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Natural Sugar Substitute “Stevia”

Artificial Sweeteners and Natural Sugar Substitute Stevia

 

Story of sweeteners

Let’s have quick look at our global food culture before we dive into the topic of sweeteners and stevia.

After the Second World War came the industrialization of our food production. As economies recovered and living standards increased after the wars, sugar became affordable.

In the 1970’s, in reaction to high heart disease rates of the time, the US government agencies introduced the first official low-fat/no cholesterol nutritional guidelines based on totally unfounded  “diet-heart hypothesis.” The whole world took these bogus claims for factual.

The food industry followed suit and started an aggressive campaign promoting low-fat/no cholesterol food products. Soon, profitable fake foods such as vegetable oils, trans fats, refined carbohydrates, and syrups from GMOs were introduced as part of the standard American diet (SAD). With rapidly growing candy and fast food industries, obesity, diabetes, hypothyroid disease and countless other chronic complications increased in the Western societies.
The food industry had another trick in their bag. Seemingly “healthy” sugar substitutes such as …

  • ‘first generation’ saccharin-sweetened Sweet’N Low and aspartame-sweetened Equal,
  • followed by ‘new generation’ sweeteners such as acesulfame-K, sucralose, alitame and neotame

… were introduced to aid diabetics primarily. Nowadays, artificial sweeteners are added to a variety of foods, drinks, drugs and hygiene products. It is safe to assume that today nearly every citizen of Western countries uses artificial sweeteners, knowingly or not.

 

Media campaign against artificial sweeteners

Since their introduction, public’s sense of security regarding artificial sweeteners was undermined by mass media reports of potential cancer risks. We do not want to choose sides in this discussion. We feel that the possible risk of artificial sweeteners to induce cancer is beyond the focus of our website, and this topic needs separate attention.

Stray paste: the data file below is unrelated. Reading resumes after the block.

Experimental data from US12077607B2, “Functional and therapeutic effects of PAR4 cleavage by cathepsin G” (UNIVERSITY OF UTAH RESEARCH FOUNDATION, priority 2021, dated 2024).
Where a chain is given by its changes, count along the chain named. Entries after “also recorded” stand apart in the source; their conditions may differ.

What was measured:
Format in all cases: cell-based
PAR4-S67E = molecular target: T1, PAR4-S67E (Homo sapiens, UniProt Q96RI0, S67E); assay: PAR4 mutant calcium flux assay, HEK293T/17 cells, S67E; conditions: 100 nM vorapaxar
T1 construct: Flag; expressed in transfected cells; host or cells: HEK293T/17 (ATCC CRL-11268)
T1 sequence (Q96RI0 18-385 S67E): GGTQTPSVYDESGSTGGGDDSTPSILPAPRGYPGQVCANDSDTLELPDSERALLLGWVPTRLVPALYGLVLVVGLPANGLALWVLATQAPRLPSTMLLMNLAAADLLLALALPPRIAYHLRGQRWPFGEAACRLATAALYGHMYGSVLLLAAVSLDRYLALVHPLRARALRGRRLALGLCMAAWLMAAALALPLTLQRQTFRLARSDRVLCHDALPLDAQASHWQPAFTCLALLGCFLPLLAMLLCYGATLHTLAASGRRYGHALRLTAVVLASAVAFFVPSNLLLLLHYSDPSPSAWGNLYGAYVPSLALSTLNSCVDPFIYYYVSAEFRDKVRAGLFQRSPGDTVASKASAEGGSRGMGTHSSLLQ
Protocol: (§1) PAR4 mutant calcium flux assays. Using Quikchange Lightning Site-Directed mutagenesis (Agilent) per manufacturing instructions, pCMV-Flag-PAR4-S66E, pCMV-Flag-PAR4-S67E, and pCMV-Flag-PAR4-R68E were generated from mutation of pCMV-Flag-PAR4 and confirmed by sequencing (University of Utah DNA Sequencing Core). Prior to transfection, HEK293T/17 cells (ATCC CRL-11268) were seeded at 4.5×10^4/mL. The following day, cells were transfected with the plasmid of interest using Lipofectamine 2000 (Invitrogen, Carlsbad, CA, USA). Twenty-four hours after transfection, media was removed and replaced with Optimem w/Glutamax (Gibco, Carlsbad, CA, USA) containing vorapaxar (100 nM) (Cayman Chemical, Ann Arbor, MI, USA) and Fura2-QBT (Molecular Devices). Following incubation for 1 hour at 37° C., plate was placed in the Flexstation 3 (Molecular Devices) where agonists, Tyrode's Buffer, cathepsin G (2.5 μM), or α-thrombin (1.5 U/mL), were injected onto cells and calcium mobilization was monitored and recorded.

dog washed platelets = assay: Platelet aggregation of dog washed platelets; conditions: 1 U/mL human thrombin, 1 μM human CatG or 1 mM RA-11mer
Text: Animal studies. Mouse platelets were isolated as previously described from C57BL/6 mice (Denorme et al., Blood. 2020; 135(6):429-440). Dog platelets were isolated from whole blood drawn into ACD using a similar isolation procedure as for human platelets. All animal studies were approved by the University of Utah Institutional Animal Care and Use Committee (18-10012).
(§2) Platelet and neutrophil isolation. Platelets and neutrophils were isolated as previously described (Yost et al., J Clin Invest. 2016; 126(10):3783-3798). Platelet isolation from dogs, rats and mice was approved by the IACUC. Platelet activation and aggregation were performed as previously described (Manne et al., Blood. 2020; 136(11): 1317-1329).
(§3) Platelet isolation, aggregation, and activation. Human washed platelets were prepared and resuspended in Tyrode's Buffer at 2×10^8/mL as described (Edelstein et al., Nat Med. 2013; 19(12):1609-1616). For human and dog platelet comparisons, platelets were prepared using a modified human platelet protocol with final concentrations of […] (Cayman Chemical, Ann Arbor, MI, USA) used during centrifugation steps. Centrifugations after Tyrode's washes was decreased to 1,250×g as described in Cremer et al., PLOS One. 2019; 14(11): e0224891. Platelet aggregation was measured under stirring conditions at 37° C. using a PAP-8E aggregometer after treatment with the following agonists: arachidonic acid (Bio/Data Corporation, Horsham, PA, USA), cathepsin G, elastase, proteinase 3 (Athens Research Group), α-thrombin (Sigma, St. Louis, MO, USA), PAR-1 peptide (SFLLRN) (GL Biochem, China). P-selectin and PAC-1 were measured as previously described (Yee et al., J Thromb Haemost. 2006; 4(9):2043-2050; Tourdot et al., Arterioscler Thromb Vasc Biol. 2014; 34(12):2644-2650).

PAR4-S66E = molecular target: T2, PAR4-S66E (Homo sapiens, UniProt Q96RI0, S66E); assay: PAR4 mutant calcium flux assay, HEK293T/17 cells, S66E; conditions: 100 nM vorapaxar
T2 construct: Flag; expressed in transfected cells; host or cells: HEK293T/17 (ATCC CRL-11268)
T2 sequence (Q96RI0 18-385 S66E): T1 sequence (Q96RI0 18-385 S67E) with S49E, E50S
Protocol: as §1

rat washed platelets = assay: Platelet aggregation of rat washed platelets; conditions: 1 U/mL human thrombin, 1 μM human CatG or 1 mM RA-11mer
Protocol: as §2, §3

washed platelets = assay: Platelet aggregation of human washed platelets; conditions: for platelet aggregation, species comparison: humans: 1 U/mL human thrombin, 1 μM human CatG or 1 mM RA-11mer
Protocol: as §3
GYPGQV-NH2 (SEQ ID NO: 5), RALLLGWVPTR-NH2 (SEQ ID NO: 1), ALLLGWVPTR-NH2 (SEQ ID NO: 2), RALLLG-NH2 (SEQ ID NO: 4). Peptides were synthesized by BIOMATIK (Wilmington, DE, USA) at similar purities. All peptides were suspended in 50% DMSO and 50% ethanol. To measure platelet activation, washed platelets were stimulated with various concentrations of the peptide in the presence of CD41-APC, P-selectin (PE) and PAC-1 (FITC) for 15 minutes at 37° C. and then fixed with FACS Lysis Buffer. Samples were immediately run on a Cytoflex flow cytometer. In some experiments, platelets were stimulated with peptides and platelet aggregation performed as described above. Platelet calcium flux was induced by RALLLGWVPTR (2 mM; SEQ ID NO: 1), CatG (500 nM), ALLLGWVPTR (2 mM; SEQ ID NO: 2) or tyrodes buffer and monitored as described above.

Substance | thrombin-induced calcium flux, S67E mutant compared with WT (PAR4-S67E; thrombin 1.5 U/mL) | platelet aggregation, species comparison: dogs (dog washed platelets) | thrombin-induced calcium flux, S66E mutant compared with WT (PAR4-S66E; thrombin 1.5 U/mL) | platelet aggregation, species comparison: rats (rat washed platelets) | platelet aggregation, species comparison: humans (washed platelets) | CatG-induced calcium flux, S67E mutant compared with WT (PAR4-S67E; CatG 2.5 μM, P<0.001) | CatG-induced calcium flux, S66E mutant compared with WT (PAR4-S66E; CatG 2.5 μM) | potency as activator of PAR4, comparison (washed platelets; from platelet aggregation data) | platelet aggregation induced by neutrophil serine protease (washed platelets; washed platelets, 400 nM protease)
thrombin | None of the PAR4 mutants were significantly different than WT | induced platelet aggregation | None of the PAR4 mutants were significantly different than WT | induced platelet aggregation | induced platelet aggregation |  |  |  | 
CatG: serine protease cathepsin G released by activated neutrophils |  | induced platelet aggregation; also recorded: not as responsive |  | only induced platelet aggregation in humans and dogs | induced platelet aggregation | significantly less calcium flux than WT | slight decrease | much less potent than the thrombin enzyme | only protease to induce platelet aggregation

Nevertheless, we believe that the carcinogenic risk of a single substance is impossible to assess because many artificial sweeteners are combined in today’s industrial food products.

This much is a fact though: More than one-third of U.S. adults (35 % or roughly 80 million) are obese.  One in every 10 U.S. adults (10 % or roughly 30 million) is diabetic. Refined carbs and sugar-dense foods and beverages are the major contributing factor.

It’s no wonder we have grown used to these various sweetening options. For fewer calories, many choose these sugar alternatives and put up with an artificial flavor or a funky aftertaste. We’re in constant search of sweet but “healthy” solutions.

 

Stevia

KETO Stevia plant2Stevia, an FDA-approved sweetener, attempts to be the answer to our sweet cravings. It is becoming increasingly popular, blending in between the pink, blue and yellow packets at coffee shops, even making its way into brand name soda products like Coca-Cola Life and Pepsi True.

The Guarani Indians in Paraguay have used stevia since the 16th century. By the 1800s, the leaf’s popularity had expanded throughout much of South America. The mid-20th century saw the debut of artificial sweeteners, like aspartame and saccharin.  Today stevia accounts for 40 percent of Japan’s sweetener market.

Stevia might sound like the miracle solution for dropping a few pounds because it is virtually calorie-free  and up to 300 times sweeter than sugar. These characteristics make it appealing as a natural alternative to both sugar and artificial sweeteners.  But there’s no conclusive evidence that will hamper a person’s sweet tooth or keep him/her from overeating.